# Ethereum Yellow Paper Mathematics Deciphered | Part 2: Transaction

This part of the series ventures into section 4 of the Yellow Paper, to describe transactions.

Be sure to check out Part 0, if you haven’t yet to get conventions right.

## Transaction

As said in previous part, transactions are what that drive the ethereum state machine from one state to another. Consider a transaction, $T$, as tuple containing multiple fields for the paper. It is equivalently represented as a cryptographically signed instruction - which is basically encoding all of its fields together and signing it with a private key.

These are cryptographically signed instructions are signed by the sender which can only be an EOA, not a contract. This may seem confusing to Solidity developers. Since a contract can also call other contract & be a sender (msg.sender) in context of the called contract - right? Well, yes but the originator of the transaction (tx.origin) i.e. the entity which initialized the the transaction in the first place is always an EOA. A transaction can either result in a message call to some existing contract or creation of a new contract.

### Types

The Berlin version of the protocol introduced two distinct transaction types (see EIP2718 and EIP2930):

• 0 (legacy): The legacy transactions, before the introduction of the new transaction types.
• 1 (EIP2930): These transactions specify additional fields in the transaction tuple (see below).

## Transaction Anatomy

### Common Fields

All transactions regardless of type/action have a number of common fields:

• $\mathbf{type}$ ($T_{\mathrm{x}}$): EIP-2718 transaction type.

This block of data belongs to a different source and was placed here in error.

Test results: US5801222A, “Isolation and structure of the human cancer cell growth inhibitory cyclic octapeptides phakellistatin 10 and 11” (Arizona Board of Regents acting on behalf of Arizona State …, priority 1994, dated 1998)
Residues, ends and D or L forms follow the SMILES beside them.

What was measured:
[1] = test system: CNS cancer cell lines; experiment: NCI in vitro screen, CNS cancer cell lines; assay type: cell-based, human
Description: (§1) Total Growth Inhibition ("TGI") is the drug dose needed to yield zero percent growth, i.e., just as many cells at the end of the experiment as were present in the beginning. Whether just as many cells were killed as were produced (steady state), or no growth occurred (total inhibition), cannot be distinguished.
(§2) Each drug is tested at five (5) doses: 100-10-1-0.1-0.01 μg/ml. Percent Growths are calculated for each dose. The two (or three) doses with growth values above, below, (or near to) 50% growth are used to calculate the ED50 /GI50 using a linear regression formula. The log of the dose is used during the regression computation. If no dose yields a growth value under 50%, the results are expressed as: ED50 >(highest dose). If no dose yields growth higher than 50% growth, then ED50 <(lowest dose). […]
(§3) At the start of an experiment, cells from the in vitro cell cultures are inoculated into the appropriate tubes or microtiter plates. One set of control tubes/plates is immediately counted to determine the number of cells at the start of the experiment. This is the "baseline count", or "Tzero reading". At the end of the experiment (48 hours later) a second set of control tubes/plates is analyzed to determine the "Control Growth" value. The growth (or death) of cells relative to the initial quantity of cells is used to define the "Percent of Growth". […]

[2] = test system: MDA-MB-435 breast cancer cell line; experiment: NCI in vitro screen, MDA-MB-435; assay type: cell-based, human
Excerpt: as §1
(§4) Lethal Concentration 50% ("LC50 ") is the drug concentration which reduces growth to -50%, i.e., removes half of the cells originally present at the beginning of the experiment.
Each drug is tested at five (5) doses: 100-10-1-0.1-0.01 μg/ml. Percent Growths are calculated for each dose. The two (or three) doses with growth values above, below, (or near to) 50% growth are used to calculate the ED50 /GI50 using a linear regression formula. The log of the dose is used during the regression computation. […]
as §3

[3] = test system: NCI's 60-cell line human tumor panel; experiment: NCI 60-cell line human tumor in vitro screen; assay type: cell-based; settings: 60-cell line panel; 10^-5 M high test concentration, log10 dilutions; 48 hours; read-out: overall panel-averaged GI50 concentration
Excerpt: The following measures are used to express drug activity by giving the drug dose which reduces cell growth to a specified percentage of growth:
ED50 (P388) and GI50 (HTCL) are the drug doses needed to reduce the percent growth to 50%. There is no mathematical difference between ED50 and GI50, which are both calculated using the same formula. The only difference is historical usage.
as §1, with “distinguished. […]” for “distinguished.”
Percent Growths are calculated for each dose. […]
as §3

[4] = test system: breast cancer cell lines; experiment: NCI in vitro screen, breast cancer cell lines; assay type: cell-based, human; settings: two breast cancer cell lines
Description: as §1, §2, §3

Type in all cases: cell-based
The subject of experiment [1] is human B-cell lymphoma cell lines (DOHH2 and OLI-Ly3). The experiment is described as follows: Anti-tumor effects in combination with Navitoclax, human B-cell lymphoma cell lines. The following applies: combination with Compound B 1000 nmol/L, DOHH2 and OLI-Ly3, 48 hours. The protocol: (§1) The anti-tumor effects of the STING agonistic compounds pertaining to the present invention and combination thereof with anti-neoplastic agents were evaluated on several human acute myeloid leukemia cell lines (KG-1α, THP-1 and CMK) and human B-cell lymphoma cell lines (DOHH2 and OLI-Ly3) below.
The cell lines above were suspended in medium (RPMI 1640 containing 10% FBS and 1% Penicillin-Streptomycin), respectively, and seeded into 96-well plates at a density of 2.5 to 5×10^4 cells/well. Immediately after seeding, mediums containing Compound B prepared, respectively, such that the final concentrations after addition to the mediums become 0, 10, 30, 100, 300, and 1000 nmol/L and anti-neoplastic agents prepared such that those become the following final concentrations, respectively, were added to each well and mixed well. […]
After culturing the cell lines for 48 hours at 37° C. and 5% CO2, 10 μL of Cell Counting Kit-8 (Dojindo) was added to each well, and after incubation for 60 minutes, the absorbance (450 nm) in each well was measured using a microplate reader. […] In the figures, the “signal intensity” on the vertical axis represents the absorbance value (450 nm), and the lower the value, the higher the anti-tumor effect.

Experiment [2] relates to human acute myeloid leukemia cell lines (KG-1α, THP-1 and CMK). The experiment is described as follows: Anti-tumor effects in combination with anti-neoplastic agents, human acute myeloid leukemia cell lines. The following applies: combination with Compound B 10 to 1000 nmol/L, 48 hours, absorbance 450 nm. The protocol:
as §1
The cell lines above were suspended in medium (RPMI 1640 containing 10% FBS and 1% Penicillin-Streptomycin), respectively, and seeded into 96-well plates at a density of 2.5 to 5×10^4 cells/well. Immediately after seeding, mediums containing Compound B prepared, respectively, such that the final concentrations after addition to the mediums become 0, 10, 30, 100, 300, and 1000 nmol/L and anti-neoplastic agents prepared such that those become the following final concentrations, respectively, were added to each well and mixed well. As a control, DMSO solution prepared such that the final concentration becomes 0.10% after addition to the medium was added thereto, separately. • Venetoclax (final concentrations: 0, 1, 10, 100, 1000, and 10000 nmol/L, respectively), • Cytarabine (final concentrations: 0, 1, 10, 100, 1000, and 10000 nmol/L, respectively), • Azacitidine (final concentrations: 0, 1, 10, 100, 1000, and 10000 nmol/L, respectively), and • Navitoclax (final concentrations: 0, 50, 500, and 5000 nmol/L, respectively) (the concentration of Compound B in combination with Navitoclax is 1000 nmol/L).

• $\mathbf{nonce}$ ($T_\mathrm{n}$): Nonce of sender i.e. no. of transactions sent by sender
• $\mathbf{gasPrice}$ ($T_\mathrm{p}$): Gas price of this transaction i.e wei per unit of gas paid for this transaction
• $\mathbf{gasLimit}$ ($T_\mathrm{g}$): Max amount of gas this transaction can use. Paid up-front by sender
• $\mathbf{to}$ ($T_\mathrm{t}$): Address of receiver. If null ($T_\mathrm{t} = \varnothing$), it is a contract creation transaction.
• $\mathbf{value}$ ($T_\mathrm{v}$): Amount of wei to be sent to receiver or in case of contract creation, a value to newly created contract.
• $\mathbf{r}$, $\mathbf{s}$ ($T_\mathrm{r}, T_\mathrm{s}$): Values that correspond to signature of the transaction and used to verify, cryptographically, the sender of the transaction.

### Type-1 Tx

A type-1 transaction (i.e. $T_{\mathrm{x}} = 1$) has some additional fields:

• $\mathbf{accessList}$ ($T_\mathbf{A}$): List of access entries to warm-up. Each list item is a tuple $E$. Tuple $E$ has two items - and account address and a list of storage keys, i.e. $E \equiv (E_{\mathrm{a}}, E_{\mathbf{s}})$.

Notice the subscript $\mathbf{s}$ in $E_{\mathbf{s}}$ is bold lowercase - meaning it’s a sequence not some scalar value according to convention. You an specify these access lists using ethers, for example, while interacting with a contract.

• $\mathbf{chainId}$ ($T_\mathrm{c}$): Chain id. Must be equal to network chain id, $\beta$.
• $\mathbf{yParity}$ ($T_\mathrm{y}$): Y-parity of the transaction. Used to compute the $\mathbf{v}$ value of the signature. See this.

### Type-0 (Legacy) Tx

The legacy ($T_{\mathrm{x}} = 0$) do not have $\mathbf{accessList}$ (i.e. $T_{\mathbf{A}} = ()$). However, $\mathbf{chainId}$ and $\mathbf{yParity}$ are combined into a single value $\mathbf{w}$:

• $\mathbf{w}$ ($T_\mathrm{w}$): A scalar value that encodes $\mathbf{yParity}$ ($T_\mathrm{y}$) and, if present, the $\mathbf{chainId}$ ($\beta$). So,

$$T_{\mathrm{w}} = \begin{cases} 27 + T_{\mathrm{y}} \\ 2\beta + 35 + T_{\mathrm{y}} & \text{if } \beta \text{ is known} \end{cases}$$

See EIP-155.

### Contract Creation Tx

If the transaction is a contract creation transaction, it also contains:

• $\mathbf{init}$ ($T_\mathbf{i}$): The byte array specifying initialization process of contract. You might know it as the creation bytecode fragment of the contract bytecode.

Keep in mind that in contract creation transactions $\mathbf{to}$ is set to null i.e. $T_\mathrm{t} = \varnothing$

$\mathbf{init}$ fragment of the bytecode returns the $\mathbf{body}$, aka runtime bytecode, fragment of the bytecode to EVM, after which $\mathbf{init}$ part is discarded and $\mathbf{body}$ is what lives on chain & executed in response to calls. The $\mathbf{init}$ is always concatenated with the $\mathbf{body}$ in a contract creation transaction to be sent.